The media is high-fiving itself over the July Jobs Report's headline number that 163,000 jobs were created in July. This simply tells us that economics is not a prerequisite for a journalism degree. Obviously, its good news if there is a net-gain in jobs in a given month, but we shouldn't extrapolate too much from today's headline number. In fact, there is lots of worrisome data in today's report.
Let's call today's report a "Tale of Two Surveys." In calculating the jobs report, the Labor Department conducts a survey of employers and a survey of households. The survey of employers gives us an estimate of the numerical number of jobs created or lost. The household survey gives us the unemployment rate. Because of quirky "seasonal adjustments" made to the employer survey, we have a report where we "added" 163,000 jobs, 150,000 people left the work-force (who are no longer counted in terms of the unemployment rate) and, yet, the unemployment rate went up to 8.3%, breaking records for the longest time unemployment in the U.S. has been over 8%.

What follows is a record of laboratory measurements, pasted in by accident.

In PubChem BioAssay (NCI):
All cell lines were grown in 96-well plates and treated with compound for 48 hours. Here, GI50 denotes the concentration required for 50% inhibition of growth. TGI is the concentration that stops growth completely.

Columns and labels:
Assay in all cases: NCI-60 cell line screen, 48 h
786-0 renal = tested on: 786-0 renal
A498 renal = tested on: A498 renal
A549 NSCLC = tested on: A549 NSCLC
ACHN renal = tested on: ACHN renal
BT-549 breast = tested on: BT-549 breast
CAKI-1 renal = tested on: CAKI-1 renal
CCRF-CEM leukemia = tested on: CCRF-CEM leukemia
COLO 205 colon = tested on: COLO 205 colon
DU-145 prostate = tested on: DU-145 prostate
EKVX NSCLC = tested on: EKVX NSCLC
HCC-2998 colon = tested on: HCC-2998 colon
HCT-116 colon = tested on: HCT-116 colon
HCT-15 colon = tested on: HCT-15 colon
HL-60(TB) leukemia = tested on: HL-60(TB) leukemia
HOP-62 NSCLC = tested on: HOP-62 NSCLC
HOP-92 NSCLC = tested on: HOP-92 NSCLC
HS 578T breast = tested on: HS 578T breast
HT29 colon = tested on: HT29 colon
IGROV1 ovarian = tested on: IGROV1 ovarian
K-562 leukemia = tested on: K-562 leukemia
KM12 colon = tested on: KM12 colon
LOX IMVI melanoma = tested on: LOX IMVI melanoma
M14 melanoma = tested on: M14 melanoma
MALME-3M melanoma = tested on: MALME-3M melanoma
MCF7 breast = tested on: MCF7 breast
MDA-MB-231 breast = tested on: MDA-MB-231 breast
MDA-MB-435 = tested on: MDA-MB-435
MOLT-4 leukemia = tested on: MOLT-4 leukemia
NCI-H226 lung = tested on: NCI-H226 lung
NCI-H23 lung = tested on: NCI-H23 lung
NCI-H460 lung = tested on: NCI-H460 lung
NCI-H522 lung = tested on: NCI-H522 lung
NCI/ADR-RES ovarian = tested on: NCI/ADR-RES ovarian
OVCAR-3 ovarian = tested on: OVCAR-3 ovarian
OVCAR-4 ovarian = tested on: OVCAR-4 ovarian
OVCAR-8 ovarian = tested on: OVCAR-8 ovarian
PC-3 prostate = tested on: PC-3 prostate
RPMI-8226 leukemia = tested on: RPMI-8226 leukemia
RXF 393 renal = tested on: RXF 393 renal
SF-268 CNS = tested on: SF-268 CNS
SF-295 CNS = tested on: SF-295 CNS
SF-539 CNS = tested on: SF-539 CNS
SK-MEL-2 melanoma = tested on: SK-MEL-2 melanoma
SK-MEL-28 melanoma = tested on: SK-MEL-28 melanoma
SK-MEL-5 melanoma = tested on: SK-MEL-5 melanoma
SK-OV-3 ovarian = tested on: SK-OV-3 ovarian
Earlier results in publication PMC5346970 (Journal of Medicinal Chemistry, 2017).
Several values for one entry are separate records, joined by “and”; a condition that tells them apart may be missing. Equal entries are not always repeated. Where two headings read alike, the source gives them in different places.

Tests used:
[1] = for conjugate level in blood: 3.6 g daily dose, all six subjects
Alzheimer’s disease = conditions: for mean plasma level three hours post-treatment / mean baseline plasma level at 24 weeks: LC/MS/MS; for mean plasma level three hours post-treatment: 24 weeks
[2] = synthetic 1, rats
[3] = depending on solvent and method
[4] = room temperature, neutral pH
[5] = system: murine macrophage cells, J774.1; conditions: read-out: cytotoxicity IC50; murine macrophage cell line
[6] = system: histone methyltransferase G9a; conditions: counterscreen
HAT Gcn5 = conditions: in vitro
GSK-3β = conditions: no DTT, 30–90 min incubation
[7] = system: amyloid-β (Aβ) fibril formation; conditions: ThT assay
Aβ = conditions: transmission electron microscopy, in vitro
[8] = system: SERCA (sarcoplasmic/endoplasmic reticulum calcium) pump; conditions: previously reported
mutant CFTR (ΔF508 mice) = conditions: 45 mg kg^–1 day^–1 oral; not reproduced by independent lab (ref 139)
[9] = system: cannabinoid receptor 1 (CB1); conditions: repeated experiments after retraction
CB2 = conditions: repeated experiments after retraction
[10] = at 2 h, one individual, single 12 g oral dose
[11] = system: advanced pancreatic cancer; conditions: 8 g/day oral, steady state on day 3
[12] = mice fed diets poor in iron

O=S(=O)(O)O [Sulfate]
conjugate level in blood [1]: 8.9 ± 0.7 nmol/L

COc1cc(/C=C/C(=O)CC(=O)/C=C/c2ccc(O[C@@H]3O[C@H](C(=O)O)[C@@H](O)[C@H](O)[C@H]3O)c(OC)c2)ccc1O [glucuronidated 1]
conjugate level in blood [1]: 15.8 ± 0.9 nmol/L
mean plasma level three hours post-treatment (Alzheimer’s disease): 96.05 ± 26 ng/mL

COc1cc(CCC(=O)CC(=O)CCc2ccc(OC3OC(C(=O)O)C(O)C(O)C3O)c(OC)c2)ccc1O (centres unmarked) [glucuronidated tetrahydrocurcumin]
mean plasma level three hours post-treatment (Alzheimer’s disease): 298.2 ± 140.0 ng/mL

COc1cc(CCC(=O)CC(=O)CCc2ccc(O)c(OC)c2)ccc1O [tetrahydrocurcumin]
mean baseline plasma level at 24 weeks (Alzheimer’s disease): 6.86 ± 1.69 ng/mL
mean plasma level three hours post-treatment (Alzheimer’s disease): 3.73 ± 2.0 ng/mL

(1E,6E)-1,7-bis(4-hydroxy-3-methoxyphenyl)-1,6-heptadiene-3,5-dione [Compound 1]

This paradox is explained by the household survey, which showed that employment fell by 195,000 last month, the first decline in the survey in three months. This is important, because the household survey does a better job of capturing employment in small businesses and new start-ups. The Labor Department's employer survey, which generates the net-payroll number, is based on large companies and government agencies. Expect a big down-ward revision in today's headline number next month. June's payroll number, after all, was revised down today a full 20%.
Even setting aside the conflicting signals from the different surveys and assuming the 163k headline number is real, this is still bad news overall. The economy needs to add over 200k jobs each month, just to keep pace with population growth. Until we reach that level, we won't be able to add the jobs that were lost in the aftermath of the recession.
Worse, there is nothing in some of the other under-lying numbers to suggest a return to robust growth anytime soon. Hours worked per week, 34.5, were unchanged from last month. Overtime was also flat. This is important because employers will generally increase the hours of existing employees before they add to their payrolls. That they aren't suggests that their current workforce is adequate to meet current economic demands.
Hourly earnings were also flat, rising just 2 cents. Adjusting for even the relatively low inflation indicates that real earnings fell this month, a very bearish sign for future consumer spending.
Today's report confirms what many of us have known; the economy is stalled. Perhaps it isn't declining, but there is very little growth to be seen anywhere. But, our economy needs growth to even stay even. If growth continues to be as elusive as today's jobs report suggests, the actual decline is just a matter of time.